How Celtic lose cups: red cards and penalties


I don’t know anyone who was confident Olivier Ntcham would score with his penalty against St Mirren earlier this month.  Our stats have been awful this season.  Ryan Christie scored his only attempt in a comfortable win over Hearts.  Moussa Dembele also scored his solitary attempt, against Alashkert, but Olivier and Scott Sinclair have each missed two, while Leigh Griffiths missed against Motherwell.  Seven out of 12 have been converted.

Those of you who are old enough to remember the last time Celtic did not win a domestic trophy will recall we went out of that particular Scottish Cup semi-final on penalties.

If you were Derek McInnes, you would have spent all week planning for this eventuality.  Hopefully, the point is not lost on Neil Lennon.  Celtic will take the game to Aberdeen, but if the tie is level in the latter stages of the initial 90 minute period, Aberdeen will sit every-deeper and play for penalties – which they will have a decent chance to win.

That reversal in the 2016 Scottish Cup semi-final aside, Celtic have only exited a cup tournament since Neil Lennon’s first tenure as manager after being reduced to 10 men.  Efe Ambrose conceded a penalty and was sent off in the 2016 League Cup semi-final against Ross County, and Craig Gordon was sent off in the 2016 Scottish Cup semi-final against Inverness.  The latter remains an infamous refereeing performance for the failure to award a penalty and red card Inverness’s Josh Meekings for punching a goal-bound header off the line.

Objectively, if Celtic are going to be stopped from collecting a treble treble, it is most likely to happen on Sunday, as a result of either a red card or a penalty kick competition.  We can plan for both.

Expect Aberdeen to wind up whomever they think is vulnerable to some referee attention – I’m looking at you, Scott.  The script has been written on this one.  Do not get drawn in, play the game on our terms, if anyone loses composure, let it be their daft full back (again).

None of us have confidence in our penalty takers, but practice helps (despite luddite beliefs).  Training will be light tomorrow.  It should consist exclusively of penalty kick practice.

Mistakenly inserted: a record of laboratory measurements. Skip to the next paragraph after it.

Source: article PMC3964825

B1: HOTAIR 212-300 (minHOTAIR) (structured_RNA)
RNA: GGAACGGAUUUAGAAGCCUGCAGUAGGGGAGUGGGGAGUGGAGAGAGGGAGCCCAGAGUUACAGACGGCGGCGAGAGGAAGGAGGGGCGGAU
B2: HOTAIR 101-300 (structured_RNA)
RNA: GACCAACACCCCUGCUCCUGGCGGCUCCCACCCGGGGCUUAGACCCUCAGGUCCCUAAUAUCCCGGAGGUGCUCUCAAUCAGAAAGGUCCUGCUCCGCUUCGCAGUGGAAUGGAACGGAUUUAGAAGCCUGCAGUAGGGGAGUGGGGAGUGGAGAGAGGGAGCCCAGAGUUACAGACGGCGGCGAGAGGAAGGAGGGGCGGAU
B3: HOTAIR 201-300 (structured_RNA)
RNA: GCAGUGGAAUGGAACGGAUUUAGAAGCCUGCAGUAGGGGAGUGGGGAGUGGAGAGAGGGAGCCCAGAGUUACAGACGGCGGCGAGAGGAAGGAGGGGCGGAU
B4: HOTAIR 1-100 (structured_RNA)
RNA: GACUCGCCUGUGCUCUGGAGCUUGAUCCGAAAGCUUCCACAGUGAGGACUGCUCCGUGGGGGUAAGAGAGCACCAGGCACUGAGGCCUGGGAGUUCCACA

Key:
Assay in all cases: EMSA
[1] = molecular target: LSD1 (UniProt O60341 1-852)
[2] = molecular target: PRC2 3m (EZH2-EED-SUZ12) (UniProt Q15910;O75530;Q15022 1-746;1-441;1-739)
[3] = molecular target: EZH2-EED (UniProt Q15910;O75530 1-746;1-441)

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  1. WDH


    I am no Harry Potter, the family would need to be convinced. I had an Irish stew year ago and it was lovely chunks of lovely meat which I later discovered was mutton.

  2. jmccormick


    I know nothing of Harry Potter


    slow roasted leg 8hrs


    smell alone will convince them


    enjoy the game

  3. No Bobby Does It Petta on

    Big thanks to all the boys who replied to my question last night about how you learned of the score in the 60s.



    Got a few things to work from.




  4. the long wait is over on




    Thanks for the replies from earlier Re premier.




  5. SoT



    Watched that semi-final in Bavaria with a German family I had lodged with when working there in ’77. I remember that Italy really disrupted them, while avoiding cards, with lots of ‘kleine Fouls’.

  6. Pathetic crowd at Hamdump. No doubt the winners will request (& get) their full compliment of tickets for the final. SMSM will argue it’s their right. Aye right






  7. South Of Tunis on




    The ‘kleine Fouls ‘ are hardwired in the collective psyche . Mrs S of T who knows zilch re football and cares even less -once told me — of course ,it’s a game , presumably you want to win -otherwise what’s the point ?.



    Off oot !

  8. kikinthenakas on

    Hampden empty no atmosphere and a very poor game certainly doesn’t help that the grass seem overly long.


    Surely it would have made sense to have it at Easter Road and create s bit of atmosphere for players fans and viewers and I hope Celtic make sure the grass is cut for tomorrow